14 H1a: Online ratings of physicians are subject to the phenomenon of naming and shaming in that physicians of lower quality are more likely to be rated online. Drawing on findings related to CCB, we have argued that dissatisfied patients are more likely to complain, yet research also exists to suggest that consumers are much less likely to speak out about a negative experience (Dellarocas et al. 2008). Therefore, an alternative possibility exists that online ratings yield a sound of silence effect, in which low quality physicians receive fewer ratings because individuals prefer to keep their damaging evaluations private. In their study of ebay s feedback mechanisms Dellarocas and Wood (2008) characterize a reporting bias in which the propensity to reveal private opinion is a function of the outcome experienced by the reviewer. When the outcome is negative, traders choose not to provide low ratings for fear of retaliation from trading partners. Their empirical results show that ebay traders are significantly more likely to report satisfactory outcomes than those that are moderately unsatisfactory. The limited presence of negative WOM is further corroborated by a number of other studies. Chevalier and Mayzlin (2006) find that consumer reviews of books are strikingly positive at Amazon.com and Barnedandnoble.com. East et al. (2007) review 15 studies and report that positive WOM is more pervasive than negative WOM in every case, with positive ratings/reviews exceeding negative ones by a factor of 3. Hu, Pavlou, and Zhang s (2006) identification of the J-shaped distribution of product ratings is, similarly, an outcome of a disproportionately large number of positive valuations. A patient could be motivated to remain silent after a dissatisfying experience with a physician for a variety of reasons. It is well recognized that the patient-physician relationship is characterized by substantial information asymmetry where the physician, by virtue of specialized 12

15 knowledge and training, is the expert, and the patient has limited understanding of medical procedures, diagnoses, and treatments. Moreover, society accords physicians a unique status because of the nature of their work: saving lives. In such situations, the patient experiences lower power and competence and may attribute the negative experience to their own shortcomings. When such an attribution of blame to self occurs, the patient is less likely to report the negative experience. Moreover, unlike the consumption of goods such as movies or books where there is typically no personal relationship between sellers and buyers, the patient-physician relationship is generally deeply personal and enduring. Insurance requirements and other logistical barriers create significant switching costs to move from one physician to another. In the patient s mind, public reporting of a negative experience may evoke the fear of physician retaliation, much as in the case of trading partners in an online auction, albeit in a different form. Physicians reprisals could take the form of, at best, interminable delays in getting the next appointment, or, at worst, litigation for public libel. Indeed, in the highly litigious profession of medicine, the latter form of reprisal is not implausible. Under the assumption of this form of behavior where patients experiencing negative physician encounters volitionally remain silent, we would expect high quality physicians to be more likely to be rated online. Following this logic we predict: H1b: Online ratings of physicians are subject to the sound of silence phenomenon in that physicians of lower quality are less likely to be rated online. We note that H1a and H1b indicate contrasting predictions, yet it is possible that both biases co-exist. Prior literature or theory has not identified which bias is more dominant. We provide empirical insights into whether the sound of silence effect or the naming and shaming effect prevails in online physician ratings. 13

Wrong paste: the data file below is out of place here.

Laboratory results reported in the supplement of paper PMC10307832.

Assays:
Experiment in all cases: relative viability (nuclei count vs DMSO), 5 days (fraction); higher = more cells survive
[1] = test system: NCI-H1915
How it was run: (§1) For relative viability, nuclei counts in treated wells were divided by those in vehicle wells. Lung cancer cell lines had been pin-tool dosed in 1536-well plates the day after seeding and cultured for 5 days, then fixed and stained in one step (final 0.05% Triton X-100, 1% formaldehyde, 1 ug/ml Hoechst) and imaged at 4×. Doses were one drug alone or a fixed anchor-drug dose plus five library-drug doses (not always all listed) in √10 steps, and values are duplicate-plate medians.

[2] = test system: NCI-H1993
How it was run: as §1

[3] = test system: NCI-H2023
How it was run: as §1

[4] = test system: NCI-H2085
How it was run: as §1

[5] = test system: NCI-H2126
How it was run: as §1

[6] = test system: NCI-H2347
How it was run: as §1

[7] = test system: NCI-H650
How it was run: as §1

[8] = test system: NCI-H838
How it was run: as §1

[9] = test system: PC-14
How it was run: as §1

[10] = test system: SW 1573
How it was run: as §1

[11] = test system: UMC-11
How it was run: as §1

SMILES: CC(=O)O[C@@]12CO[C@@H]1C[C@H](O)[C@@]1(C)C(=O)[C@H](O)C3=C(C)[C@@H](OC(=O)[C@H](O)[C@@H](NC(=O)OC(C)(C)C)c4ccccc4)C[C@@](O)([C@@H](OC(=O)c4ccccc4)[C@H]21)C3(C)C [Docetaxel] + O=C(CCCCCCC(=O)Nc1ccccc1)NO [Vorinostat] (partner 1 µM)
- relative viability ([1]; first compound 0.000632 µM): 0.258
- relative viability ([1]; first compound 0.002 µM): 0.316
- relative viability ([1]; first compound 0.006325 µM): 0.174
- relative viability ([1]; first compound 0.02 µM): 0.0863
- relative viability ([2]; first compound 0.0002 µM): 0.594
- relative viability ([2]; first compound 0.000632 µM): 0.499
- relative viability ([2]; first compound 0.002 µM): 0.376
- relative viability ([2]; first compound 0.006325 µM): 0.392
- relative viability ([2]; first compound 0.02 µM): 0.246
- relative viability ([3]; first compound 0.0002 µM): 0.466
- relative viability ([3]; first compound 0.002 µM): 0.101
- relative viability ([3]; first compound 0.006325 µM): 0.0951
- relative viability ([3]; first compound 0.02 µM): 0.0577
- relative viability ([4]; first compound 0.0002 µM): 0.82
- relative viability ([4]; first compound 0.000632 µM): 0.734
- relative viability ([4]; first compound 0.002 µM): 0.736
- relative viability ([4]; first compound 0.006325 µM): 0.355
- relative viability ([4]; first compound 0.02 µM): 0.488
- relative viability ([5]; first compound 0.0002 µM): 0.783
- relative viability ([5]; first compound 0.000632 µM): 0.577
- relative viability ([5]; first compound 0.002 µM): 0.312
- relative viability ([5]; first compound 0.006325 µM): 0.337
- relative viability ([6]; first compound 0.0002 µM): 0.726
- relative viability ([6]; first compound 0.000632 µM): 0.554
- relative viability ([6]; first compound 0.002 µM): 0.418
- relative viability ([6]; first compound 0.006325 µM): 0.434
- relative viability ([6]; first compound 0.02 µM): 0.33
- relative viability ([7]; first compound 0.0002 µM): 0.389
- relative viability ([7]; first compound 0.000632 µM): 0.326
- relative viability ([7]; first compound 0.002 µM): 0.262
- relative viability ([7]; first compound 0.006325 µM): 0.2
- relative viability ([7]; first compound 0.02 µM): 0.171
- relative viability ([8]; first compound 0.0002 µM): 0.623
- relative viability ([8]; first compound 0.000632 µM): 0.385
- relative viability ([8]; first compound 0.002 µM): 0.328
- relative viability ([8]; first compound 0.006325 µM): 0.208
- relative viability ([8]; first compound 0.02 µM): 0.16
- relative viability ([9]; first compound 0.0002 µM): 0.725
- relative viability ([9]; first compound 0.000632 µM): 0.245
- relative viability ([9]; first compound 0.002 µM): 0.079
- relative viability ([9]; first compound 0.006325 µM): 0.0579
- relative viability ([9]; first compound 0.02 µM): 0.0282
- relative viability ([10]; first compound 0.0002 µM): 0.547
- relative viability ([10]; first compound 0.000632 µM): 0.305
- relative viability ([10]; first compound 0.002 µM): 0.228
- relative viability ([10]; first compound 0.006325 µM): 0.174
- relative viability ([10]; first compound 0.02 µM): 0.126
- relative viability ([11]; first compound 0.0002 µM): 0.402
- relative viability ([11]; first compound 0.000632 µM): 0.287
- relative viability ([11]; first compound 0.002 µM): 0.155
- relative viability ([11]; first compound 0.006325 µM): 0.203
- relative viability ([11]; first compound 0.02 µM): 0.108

16 3.3 Hyperbole Effects The second bias arises from the valence of the rating itself. Substantial prior research has documented that individuals are more likely to talk about extreme experiences (Anderson 1998; Dellarocas et al. 2006; Hu et al. 2009). Anderson (1998) argued that the marginal utility a consumer derives from WOM activity increases as satisfaction or dissatisfaction with the product increases, resulting in a U-shaped curve for the valence of WOM activity. Empirical data from a cross-cultural study of customer satisfaction in the United States and Sweden supports the posited functional form (Anderson 1998). Theoretically, the sharing of positive experiences has been ascribed to a variety of motivations, including altruism (providing useful information for the benefit of others), instrumental motives (the desire to appear well informed), and general cognitive biases that favor positive incidents (Arndt 1967; Dichter 1966; Holmes et al. 1977). Motivational mechanisms have also been implicated in high levels of dissatisfaction giving rise to negative WOM: Hu, Pavlou, and Zhang (2009) label this moaning about the experience. Consumers who are highly dissatisfied may desire to express their hostility (Jung 1959), or seek vengeance and retribution (Richins 1983). Cognitively, consumers who are highly satisfied or highly dissatisfied are argued to derive homeostase utility from communicating their experiences: expressing positive emotions and venting negative feelings (Henning 2004). Homestase utility is predicated on the fundamental tenets of balance theory or homeostasis, suggesting that individuals strive for balance and will seek to restore equilibrium after an unbalancing experience. Highly positive and highly negative (i.e., extreme) consumption experiences threaten the individual s sense of balance and motivate them to externalize their feelings by expressing opinions about the consumption experience, which will then restore balance. We label this the hyperbole effect in 14